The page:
7. There is no dispute that the Academic Council exercised its power to prescribe qualifications for teachers by issuing Regulations in that respect. The said Regulations are given as appendix to the Notification. Exhibit R-l dated 5-12-1972 issued by the Registrar of the University. Regulation No. 5 deals withexemptions. Clause (I) (b) of that Reguation reads:--
'(b) Third Class Master's Degree holders appointed as Junior Lecturers before 24-5-1967 and who continued as such on 28-2-4969 shall be deemed to have requisite qualification to hold the post of lecturer on completion of five years of service.'
Admittedly respondents 4. 5, 6 and 7 would fall under the above clause: and they stand exempted accordingly. Exhibit R-l states that the above Regulations shall come into force from 8-8-1972. It was not contended before me that this provision is bad. So these respondents have the qualification for holding the post of lecturers by virtue of the above exemption from 8-8-1972, and the question of their reversion does not now arise.
8. Then the next question for consideration is whether the exemption granted by the above clause is retrospective. What the Academic Council does by issuina Regulations is to exercise a delegated power. It is settled law that, in the absence of any express provision, a delegated power cannot be exercised with retrospective effect. In the counter-affidavit filed by the Universitv. It has made an attempt to justify the communications as per Exhibits P-3, P-4 and P-5 on the basis of a resolution passed by the Acade mic Council on 8-2-1972 more or less in terms of Clause (1) (b) of Regulation 5, which has been extracted above. That does not improve the situation. I may also point out that such a resolution is ineffective, since the power of the Academic Council to prescribe qualifications, and therefore necessarily to make exemptions therefrom, can be exercised onlv by making Regulations. This is clear from Sections 34 and 35 of the 1969 Act, as alreadv pointed out. So Exhibits P-3, P-4 and P-5 cannot be justified on the basis of the aforesaid resolution or subsequent resolution of the Academic Council.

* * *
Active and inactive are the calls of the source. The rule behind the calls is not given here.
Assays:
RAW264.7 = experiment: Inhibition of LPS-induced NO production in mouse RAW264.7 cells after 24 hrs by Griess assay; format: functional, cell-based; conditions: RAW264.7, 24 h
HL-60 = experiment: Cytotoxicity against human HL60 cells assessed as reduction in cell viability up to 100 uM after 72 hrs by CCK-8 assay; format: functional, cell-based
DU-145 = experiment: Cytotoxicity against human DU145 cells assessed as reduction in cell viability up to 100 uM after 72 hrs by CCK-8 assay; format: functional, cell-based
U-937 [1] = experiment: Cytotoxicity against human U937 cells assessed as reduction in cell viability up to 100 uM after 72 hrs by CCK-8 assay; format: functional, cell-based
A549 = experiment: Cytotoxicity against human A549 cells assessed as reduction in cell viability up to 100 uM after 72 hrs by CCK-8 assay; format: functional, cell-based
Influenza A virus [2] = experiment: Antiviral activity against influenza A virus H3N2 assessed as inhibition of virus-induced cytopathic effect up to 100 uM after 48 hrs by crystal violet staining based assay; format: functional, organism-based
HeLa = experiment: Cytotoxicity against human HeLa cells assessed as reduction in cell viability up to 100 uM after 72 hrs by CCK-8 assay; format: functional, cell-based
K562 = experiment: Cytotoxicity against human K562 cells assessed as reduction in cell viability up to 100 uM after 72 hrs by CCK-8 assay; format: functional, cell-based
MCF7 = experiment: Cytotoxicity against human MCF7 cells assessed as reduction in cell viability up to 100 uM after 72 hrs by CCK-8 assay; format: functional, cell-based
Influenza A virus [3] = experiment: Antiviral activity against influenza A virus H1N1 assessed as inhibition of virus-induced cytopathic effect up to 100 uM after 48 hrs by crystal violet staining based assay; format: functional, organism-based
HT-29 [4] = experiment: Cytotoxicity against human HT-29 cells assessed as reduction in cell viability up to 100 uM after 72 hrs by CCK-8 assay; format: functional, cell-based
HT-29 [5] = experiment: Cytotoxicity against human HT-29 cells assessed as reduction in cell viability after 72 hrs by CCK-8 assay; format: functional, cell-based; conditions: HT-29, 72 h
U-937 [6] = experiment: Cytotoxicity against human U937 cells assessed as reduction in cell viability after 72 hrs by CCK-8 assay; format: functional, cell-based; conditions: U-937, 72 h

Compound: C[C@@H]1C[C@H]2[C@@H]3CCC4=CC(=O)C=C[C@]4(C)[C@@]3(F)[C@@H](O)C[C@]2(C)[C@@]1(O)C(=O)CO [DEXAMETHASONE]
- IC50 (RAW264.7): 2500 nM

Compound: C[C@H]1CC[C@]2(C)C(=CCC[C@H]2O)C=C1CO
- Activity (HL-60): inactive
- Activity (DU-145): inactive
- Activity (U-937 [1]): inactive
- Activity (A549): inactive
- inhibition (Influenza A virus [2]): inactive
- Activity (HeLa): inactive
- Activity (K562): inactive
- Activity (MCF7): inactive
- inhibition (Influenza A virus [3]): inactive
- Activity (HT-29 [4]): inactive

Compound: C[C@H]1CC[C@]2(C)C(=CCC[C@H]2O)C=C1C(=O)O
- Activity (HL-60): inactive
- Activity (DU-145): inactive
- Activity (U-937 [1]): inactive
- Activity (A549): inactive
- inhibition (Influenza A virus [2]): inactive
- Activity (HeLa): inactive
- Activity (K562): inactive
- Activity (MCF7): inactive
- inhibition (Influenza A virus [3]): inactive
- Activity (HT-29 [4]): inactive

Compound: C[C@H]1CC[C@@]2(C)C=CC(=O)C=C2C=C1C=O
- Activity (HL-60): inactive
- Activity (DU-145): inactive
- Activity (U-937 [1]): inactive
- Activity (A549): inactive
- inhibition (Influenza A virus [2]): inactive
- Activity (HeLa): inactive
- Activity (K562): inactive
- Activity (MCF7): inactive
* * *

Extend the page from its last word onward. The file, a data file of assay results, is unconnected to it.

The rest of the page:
9. In the result, I quash Exts. P-3, P-4 and P-5 on the ground that respondents 4. 5, 6 and 7 had no valid exemption from the prescribed qualifications when the said orders were issued. I also declare that the said respondents are qualified to hold the post of lecturers with effect from 8-8-1972 by virtue of Clause (1) (b) of Regulation 5 of the Regulations made by the Academic Council under the Kerala Universitv Act. 1969. This Original Petition is allowed to the above extent, and dismissed in other respects. In the circumstances of the case the parties will bear their own costs.